Tuesday, November 28, 2006

On raising children

Let the children play. And if it's not too much to ask, get out of the way

Me: Just Now

Move on if you beat your kids or condone it. It's one of those days.

You've been warned.

I was in the right aisle now, looking for the smallest and cheapest bottle of dish soap. The kids found a box of ice scrapers and pulled out one apiece. The store was practically empty; but a frumpy, graying woman browsed the same aisle, clearly annoyed that the kids ran back and forth between me and the scraper box.

Jackson's scraper knocked on the ground, so the lady turned to him and practically spat, "Those aren't hockey sticks!"

I turned to her and boomed, "Thank you!"

We stared at each other for a spell, me with raised eyebrows. She scrutinized my face for intent, but I wore the mask of amusement.

"My kids are all grown up," she told me, "and moved away."

I'll bet they wasted no time. I didn't reply. I turned to the kids. "Put the hockey sticks away; it's time to go."

"It's the hardest job in the world, raising children," she said to my retreating back.

I turned and looked at her. "Actually, I think it's a lot of fun."

Now, I know the waitresses of the world are spitting coffee at the computer monitor, thinking of all the little shits that have run under their feet, and all the youngsters and crusty curmudgeons are reliving every flight they've taken with a screaming kid a seat away.

Frankly Miss Scarlett, I don't give a damn.

I won't argue with you. You can hate kids, or live in that gray shadowland in between and call it what you will.

I'm not raising my kids to make you happy. I'm raising them to be happy.

Want to tell me that I'm not raising them right, that someday they'll land in jail because they haven't been prepared for the realities of the world? Go ahead. Check with me in twenty years and we'll compare notes. I'll take my chances.

I'm a product of "spare the rod" parenting, and I turned out just fine. But I'll never be happy. Not really. I'll come as close as one can come to being happy without really being happy, because deep inside I'll always be that kid whose mother left, whose step-mother beat, whose life was uprooted on a whim, who came in second, third, fourth and last in all things, always seen and not heard, the poster child for the strict discipline to which America so pines to return.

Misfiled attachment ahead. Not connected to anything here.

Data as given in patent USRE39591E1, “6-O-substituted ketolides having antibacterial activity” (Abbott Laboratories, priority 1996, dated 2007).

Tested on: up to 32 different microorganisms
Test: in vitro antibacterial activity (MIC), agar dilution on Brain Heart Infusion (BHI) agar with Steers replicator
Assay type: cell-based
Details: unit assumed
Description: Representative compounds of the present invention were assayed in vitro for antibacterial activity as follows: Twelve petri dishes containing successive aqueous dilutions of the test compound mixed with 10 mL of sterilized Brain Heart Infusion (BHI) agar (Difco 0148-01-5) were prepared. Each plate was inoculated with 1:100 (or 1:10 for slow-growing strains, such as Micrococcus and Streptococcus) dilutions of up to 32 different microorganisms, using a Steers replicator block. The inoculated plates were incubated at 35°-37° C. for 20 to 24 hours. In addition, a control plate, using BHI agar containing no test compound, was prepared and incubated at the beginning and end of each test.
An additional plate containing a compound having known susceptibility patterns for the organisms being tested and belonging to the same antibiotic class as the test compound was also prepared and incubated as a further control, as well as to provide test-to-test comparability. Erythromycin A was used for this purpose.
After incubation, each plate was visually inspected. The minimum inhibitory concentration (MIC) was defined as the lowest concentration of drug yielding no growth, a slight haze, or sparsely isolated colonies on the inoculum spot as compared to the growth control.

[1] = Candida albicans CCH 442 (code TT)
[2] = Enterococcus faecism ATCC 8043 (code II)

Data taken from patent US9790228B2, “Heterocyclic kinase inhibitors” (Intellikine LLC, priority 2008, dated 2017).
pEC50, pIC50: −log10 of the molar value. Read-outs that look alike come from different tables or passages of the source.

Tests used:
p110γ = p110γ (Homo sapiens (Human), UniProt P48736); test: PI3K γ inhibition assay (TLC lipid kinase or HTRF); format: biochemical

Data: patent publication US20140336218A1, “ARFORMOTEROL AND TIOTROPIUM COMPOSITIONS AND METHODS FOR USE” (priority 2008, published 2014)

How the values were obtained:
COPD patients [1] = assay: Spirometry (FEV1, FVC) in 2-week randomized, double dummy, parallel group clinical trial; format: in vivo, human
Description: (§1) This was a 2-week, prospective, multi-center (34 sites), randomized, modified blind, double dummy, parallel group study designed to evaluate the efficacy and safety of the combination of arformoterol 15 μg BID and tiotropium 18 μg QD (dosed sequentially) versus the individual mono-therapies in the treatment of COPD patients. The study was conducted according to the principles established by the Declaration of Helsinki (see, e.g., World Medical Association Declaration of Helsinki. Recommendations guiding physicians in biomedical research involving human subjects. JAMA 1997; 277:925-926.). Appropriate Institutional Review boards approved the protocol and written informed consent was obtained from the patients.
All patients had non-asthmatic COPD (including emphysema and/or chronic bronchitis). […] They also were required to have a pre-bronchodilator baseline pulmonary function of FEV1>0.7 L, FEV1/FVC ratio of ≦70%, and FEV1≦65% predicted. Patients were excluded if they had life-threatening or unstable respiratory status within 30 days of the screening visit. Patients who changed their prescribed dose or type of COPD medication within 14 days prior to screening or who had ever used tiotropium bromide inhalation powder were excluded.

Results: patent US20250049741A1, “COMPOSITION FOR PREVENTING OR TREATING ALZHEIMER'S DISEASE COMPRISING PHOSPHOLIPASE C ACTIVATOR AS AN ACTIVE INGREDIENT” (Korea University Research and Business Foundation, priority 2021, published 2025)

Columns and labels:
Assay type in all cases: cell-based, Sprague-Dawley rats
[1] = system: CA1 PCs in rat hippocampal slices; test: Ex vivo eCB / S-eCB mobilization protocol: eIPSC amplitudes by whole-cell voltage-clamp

I won't debate it. I know what you think. It used to make me sad. I used to think I could make you see. But I realize that it doesn't matter any more. But don't step in my way anymore because I am tired of straddling the fence. Try to impress me with your morals anymore, and I will impress upon you back.

But it's not your fault, and I have to remember that.

How long until we figure out that love is the answer, and not a leather strap, a swiss cheese paddle, the back side of a hand, an open slap, a balled fist, or biting words of derision to a three year old child who doesn't know the meaning of the word share?

Answer: never. We are delusional and damn smug about it.

I see New England moms yelling at kids, shaming them for answering the call of their mercurial spirit. Don't worry parents. You will win the fight. You always do. That little spirit is large, but then so is a mountain. Tell that to the river and it will tell you that time is on its side. Your kids will grow up just like you, whether they like it or not. And that is why they will hate themselves and never fit in.